Projects, Contests & Activities

For additional information consult the project chairperson: Mike Rethwisch, UNL Extension – Butler Co., 451 N. 5th Street, David City, NE 686332-1666; Phone (402) 367-7410; Fax (402) 367-3329; mrethwisch2@unl.edu

Experimental Horticulture Project

Did you ever wonder "what if" with the plants you grow? Sometimes the fun part of gardening is experimenting to see what’s going to happen. There are lots of experiments you can perform with plants. The idea behind an experiment is what if. What happens to one thing if you change something else while you keep all the other conditions the same. The idea is to learn something new through an experiment. In this project you select, plan, and conduct an experiment related to horticulture and write a report of the results. The experiment can be done solely or in groups of two or more.

Here are some topics to get you started.

  • Is organic gardening better than inorganic gardening?
  • How does temperature affect the growth of plants?
  • What methods work best for preserving flowers?
  • What happens when you cross-pollinate two plants?
  • Will a plant grow the same in two different soil mixes?
  • How do plants take in water?
  • How do plants react to gravity?
  • What fertilizers are most effective?
  • Is there an optimum pH for plant growth?
  • Are bees attracted to different colored flowers?
  • Does it matter if a seed or bulb is planted upside down?
  • Does seed spacing affect plant growth and yield?
  • Will newer cultivars outyield older plant cultivars?
  • What conditions do tree seeds need for germination?
  • What is effective in extending the life of cut flowers?

This project is designed for youth who are inquisitive and are interested in experimenting with horticultural plants or with general plant physiology.

Who Can Participate

15-18 and 19-22 years old; individuals or groups of two or more.

Project Requirements

A written report and an informal interview at the NJHA convention are required. Generally some group members will be unable to attend the convention but may be represented by another member of the same group. Consult the report format below for additional information.

Awards

National Award Winner -- Up to three individuals/groups in each age division and three teams are eligible to receive a medal. National Award Winners are eligible to return for competition the following year in the same age division of this project area. In the event that a report of sufficient quality is not entered, no National Award will be presented.

Grand National Award Winner -- One individual/group in each age division is eligible to receive a medal. A Grand National Award winner is not eligible for further competition in the same age group. A Grand National Award Winner in the 15 to 18 year old category may return the following year in the 19 to 22 year old category even though they may not be 19 years old. In the event that a presentation of sufficient quality is not entered, no Grand National Award will be presented. Grand National winners may also receive a cash award in addition to the medal.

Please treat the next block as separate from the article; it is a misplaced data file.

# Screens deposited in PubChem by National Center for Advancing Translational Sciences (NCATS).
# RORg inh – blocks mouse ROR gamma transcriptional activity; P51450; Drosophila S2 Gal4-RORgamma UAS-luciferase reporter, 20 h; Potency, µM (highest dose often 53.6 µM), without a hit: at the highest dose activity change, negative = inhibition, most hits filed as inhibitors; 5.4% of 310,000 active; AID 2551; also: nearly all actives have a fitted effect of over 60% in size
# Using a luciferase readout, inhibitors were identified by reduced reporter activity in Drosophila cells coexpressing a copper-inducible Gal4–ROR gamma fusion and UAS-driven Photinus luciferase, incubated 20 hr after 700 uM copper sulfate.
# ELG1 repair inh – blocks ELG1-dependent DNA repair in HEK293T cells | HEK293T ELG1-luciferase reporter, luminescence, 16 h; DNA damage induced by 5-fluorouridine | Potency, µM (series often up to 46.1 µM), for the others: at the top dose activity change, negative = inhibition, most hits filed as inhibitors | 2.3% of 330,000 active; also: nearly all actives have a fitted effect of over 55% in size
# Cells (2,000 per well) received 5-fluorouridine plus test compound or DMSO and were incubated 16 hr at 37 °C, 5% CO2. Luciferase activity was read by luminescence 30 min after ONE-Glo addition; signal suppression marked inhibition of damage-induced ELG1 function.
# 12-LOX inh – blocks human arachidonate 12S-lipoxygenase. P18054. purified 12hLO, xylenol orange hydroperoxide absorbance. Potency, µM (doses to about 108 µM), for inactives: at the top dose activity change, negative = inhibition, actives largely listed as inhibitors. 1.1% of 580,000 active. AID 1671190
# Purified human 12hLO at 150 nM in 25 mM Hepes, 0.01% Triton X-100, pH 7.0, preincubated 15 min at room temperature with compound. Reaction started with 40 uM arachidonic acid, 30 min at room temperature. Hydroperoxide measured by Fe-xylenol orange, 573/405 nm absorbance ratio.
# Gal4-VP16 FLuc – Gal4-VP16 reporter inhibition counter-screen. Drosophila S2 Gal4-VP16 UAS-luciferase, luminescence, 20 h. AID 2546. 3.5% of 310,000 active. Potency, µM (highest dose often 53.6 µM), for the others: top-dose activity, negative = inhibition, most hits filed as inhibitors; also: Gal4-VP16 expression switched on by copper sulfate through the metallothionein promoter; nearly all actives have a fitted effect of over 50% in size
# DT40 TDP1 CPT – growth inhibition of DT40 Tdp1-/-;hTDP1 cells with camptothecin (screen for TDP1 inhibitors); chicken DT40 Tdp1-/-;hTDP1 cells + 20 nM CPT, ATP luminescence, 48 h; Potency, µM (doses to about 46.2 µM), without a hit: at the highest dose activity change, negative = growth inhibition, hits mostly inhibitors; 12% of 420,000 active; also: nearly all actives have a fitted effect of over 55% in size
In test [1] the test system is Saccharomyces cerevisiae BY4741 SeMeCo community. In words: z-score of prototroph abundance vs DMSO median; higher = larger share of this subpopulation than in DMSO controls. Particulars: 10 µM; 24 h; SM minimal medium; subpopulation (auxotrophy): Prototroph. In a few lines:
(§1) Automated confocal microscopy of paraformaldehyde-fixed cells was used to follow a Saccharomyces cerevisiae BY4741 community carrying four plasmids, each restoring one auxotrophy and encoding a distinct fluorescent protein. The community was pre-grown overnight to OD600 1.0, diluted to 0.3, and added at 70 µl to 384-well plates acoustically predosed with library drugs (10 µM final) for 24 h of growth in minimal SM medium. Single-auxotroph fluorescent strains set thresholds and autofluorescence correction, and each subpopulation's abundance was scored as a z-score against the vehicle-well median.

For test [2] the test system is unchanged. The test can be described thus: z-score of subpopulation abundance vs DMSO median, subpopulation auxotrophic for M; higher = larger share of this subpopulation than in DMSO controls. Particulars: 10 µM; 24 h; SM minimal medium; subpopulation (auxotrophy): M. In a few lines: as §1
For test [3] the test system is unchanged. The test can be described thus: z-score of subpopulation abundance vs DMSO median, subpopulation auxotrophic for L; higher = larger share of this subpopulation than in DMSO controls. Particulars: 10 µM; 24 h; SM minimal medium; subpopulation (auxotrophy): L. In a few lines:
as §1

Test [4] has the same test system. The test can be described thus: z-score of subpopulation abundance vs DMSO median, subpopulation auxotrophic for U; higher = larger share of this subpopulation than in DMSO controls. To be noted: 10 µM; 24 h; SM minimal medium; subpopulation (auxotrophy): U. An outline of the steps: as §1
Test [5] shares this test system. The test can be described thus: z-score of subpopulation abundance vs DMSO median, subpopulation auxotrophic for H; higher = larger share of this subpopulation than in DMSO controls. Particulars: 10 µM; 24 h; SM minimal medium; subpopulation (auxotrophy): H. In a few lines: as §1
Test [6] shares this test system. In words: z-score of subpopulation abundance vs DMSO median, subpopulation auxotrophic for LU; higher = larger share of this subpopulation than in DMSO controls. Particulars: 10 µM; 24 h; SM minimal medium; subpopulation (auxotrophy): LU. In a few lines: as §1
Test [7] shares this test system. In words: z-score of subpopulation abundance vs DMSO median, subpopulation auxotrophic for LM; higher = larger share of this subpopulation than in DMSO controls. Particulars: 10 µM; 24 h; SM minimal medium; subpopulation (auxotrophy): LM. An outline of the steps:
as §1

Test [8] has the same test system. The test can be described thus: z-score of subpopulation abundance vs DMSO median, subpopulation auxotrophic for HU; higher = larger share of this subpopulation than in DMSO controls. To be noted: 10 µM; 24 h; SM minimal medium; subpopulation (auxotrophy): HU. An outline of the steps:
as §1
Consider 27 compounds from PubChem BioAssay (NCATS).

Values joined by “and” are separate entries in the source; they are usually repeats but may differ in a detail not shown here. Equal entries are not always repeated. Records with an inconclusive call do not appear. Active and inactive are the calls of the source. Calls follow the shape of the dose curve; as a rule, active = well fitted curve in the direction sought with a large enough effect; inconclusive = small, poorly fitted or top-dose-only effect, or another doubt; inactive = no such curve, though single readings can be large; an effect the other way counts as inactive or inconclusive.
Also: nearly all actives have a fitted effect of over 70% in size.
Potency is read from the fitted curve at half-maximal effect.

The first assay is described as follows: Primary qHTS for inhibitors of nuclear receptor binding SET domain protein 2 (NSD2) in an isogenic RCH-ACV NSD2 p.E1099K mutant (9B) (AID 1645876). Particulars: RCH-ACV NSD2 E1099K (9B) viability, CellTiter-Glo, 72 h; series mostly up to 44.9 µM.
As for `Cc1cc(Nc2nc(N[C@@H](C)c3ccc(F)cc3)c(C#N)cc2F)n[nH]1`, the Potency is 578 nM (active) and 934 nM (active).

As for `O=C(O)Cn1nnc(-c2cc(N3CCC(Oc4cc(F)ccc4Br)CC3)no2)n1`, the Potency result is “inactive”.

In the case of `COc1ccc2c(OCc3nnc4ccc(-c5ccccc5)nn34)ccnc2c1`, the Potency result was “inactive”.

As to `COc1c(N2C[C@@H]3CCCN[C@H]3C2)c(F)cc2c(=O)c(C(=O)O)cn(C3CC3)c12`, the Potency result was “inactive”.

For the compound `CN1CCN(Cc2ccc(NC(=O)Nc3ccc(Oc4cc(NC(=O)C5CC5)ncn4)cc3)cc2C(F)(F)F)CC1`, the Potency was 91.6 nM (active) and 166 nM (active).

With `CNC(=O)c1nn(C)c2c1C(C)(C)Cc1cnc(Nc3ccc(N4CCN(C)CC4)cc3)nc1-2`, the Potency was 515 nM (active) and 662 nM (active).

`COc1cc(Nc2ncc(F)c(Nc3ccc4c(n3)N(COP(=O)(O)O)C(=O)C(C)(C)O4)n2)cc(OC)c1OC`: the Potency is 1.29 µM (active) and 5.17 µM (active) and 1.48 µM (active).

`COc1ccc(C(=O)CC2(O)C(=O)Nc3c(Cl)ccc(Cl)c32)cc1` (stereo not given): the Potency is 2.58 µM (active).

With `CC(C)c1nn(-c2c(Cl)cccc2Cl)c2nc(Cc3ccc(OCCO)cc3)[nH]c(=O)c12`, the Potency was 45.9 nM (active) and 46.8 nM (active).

Sponsor:
AMERICAN SOCIETY FOR HORTICULTURE SCIENCE
MICHAEL NEFF
1018 DUKE STREET
ALEXANDRIA, VA 22314
WORK PHONE: 7038364606 EXT 106
EMAIL: mwneff@asha.org

Report Format

  1. Cover sheet - Name, age, date of birth, permanent and college address, telephone number(s), and name of parents.
  2. Report including:
    • (a) Project Title (5 points).
    • (b) Statement of Problem that covers the type of study you have undertaken, reasons for the study, and what you hope to accomplish (10 points).
    • (c) Review of Literature briefly tells what others have found out about the problem. This information will be reported in bulletins, books, and scientific references; not to exceed 100 words (10 points).
    • (d) Materials and Methods list materials you used in your experiment and how they were put to use in your experiment; not to exceed 500 words (25 points).
    • (e) Results of the Study report what happened. Charts, graphs, and pictures may be used to explain what happened; not to exceed 10 pictures and 600 words (30 points).
    • (f) Summary and Conclusions analyze your results and state conclusions that you can draw from them. Briefly summarize your study and indicate any practical applications for your findings; not to exceed 200 words (15 points).
    • (g) Bibliography should be an alphabetical listing by the author's last name of all work cited in the review of literature; no word limit (5 points).

Entry Deadline

September 15.

Download the Scoresheet PDF